This letter was written four years before the first volume on the Athenian Tribute List was published by McGregor, Merritt and Wade-Gery.  Both men are mentioned in the letter and at the end Gene says that he wishes he could spend more time with Mac and West.  Allen Brown West, though, died in a car accident in 1936 and the first volume was dedicated to his memory.  The forward in the volume makes it quite clear that his work was invaluable to their research and that his friends missed him very much.  Reading the letter, it’s not hard to see the similarities between these men who were at the beginning of their academic career 80 years ago and those of use who are working on this project today.  It’s comforting, and entertaining, to see that they had to adapt to having long distance friends (which anyone in academia can tell you is a occupational hazard).  In our department, working on a project at this magnitude is only possible because we rely on each as friends as well as colleagues, and it was nowhere near the scale as the ATLs.  Who knows?  It could always keep growing.

The question is, are our letters to each other just as entertaining at the one below?  I think you’ll have to wait 80 years and accidentally find a copy of our e-mails in a drawer to find out.  Until then, here is the sign-off from Gene’s letter.

I often think if I possessed Aladdin’s lamp I would wear it out wishing that I could transport you and West here.  Merritt would like that, too.  He said he would like a month’s session of pow-wow with West… Merritt is a jolly fellow.  You should have been here this afternoon when he brought me – well, I haven’t enough room. Another time.

Letter from Gene to Mac, pg. 1

Letter from Gene to Mac, pg. 1

Letter from Gene to Mac, pg. 2

Letter from Gene to Mac, pg. 2


If you would like to read more about the adventures of Mac, Gene, West, Merritt and Wade-Gery, the forward of the first volume of the Athenian Tribute List has some more details on their journey to publish the ATLS.

Advertisements

Leave a comment

Filed under Digital Classics, Digital Cultural Heritage, Epigraphy, Greek Inscriptions, Squeeze, Squeeze Collection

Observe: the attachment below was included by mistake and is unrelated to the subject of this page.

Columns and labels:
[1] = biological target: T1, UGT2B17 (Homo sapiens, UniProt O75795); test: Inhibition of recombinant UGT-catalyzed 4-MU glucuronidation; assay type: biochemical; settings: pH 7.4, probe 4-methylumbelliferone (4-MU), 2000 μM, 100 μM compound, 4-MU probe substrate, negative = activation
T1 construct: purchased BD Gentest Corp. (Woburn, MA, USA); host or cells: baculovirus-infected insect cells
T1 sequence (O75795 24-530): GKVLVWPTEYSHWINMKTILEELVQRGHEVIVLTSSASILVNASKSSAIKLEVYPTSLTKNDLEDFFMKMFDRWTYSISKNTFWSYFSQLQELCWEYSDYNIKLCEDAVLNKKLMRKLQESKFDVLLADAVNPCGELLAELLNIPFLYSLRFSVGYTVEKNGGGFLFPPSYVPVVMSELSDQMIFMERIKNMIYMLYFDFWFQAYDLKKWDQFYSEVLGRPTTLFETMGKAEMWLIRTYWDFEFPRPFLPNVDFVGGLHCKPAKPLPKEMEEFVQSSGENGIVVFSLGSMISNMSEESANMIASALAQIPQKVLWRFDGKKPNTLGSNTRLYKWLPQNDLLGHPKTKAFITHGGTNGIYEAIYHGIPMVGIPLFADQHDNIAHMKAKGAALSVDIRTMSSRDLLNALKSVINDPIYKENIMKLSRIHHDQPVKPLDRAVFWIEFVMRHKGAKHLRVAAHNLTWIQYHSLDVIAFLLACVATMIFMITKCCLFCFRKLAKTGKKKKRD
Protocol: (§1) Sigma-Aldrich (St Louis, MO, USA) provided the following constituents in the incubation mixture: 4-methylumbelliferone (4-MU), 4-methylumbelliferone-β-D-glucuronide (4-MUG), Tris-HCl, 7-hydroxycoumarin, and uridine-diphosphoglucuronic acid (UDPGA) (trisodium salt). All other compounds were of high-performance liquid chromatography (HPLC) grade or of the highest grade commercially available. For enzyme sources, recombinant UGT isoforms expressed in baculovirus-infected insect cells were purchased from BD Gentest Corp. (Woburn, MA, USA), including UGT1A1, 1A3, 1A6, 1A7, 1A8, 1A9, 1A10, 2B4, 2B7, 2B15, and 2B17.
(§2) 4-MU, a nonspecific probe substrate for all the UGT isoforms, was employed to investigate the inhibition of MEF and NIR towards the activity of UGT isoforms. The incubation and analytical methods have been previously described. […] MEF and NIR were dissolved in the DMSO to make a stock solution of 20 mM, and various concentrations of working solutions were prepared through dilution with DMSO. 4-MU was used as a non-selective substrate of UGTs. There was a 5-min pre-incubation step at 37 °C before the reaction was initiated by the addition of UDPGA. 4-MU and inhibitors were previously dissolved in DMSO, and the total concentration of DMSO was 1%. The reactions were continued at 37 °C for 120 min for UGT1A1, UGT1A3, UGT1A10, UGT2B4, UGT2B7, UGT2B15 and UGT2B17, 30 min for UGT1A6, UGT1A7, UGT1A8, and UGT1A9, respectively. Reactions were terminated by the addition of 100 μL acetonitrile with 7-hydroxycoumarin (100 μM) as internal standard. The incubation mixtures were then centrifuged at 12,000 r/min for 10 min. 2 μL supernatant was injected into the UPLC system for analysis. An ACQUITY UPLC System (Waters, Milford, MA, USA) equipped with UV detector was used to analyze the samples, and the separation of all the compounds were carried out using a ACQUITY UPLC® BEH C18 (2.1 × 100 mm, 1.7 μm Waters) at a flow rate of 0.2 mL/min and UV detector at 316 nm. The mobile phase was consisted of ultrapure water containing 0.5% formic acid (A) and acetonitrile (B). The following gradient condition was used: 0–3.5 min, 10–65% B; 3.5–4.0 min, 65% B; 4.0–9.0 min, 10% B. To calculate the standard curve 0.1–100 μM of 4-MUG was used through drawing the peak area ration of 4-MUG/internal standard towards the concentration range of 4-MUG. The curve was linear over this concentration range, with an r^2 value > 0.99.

International Archaeology Day: Photogrammetry Workshop

AIA Vancouver and From Stone to Screen are hosting a free Photogrammetry Workshop on October 18th as part of International Archaeology Day. The event will open with a presentation by Dr. Kevin Fisher on the archaeological applications of photogrammetry, followed by a hands on learning experience.
iad_logo2014
Participants will learn to create a 3D virtual model using 123DCatch, which is a free open source 3D modeling program that can be run on laptops, tablets and smartphones.
Participants will need to downloand the app and create an account with 123DCatch. You will also need an object to render into a 3D model, and a camera and laptop or ipad, or a smartphone to photograph the object and run the app. Volunteers will be on hand for technical assistance.
Please email photogrammetryworkshop@gmail.com to reserve your spot; space is limited and the event will be restricted to 25 people.
Date: Oct. 18th, 2014
Location: Buchanan C203
Time: 1PM – 4PM

Leave a comment

Filed under Archaeology, Digital Classics, Digital Cultural Heritage, DIY, photography

I3 Challenge

Last Friday I had the exciting opportunity to present a business pitch for the 2014 MAGIC and GRAND I-cubed (I3) Idea, Innovation and Inaugurate Challenge, jointly hosted by the Media and Graphics Interdisciplinary Centre Lab of UBC and GRAND NCE. This opportunity was brought to our attention by Dr. Siobhán McElduff, Associate Professor in the CNERS Department, who is currently serving as the Interim Director at MAGIC and whose support has been instrumental in getting our project off the ground.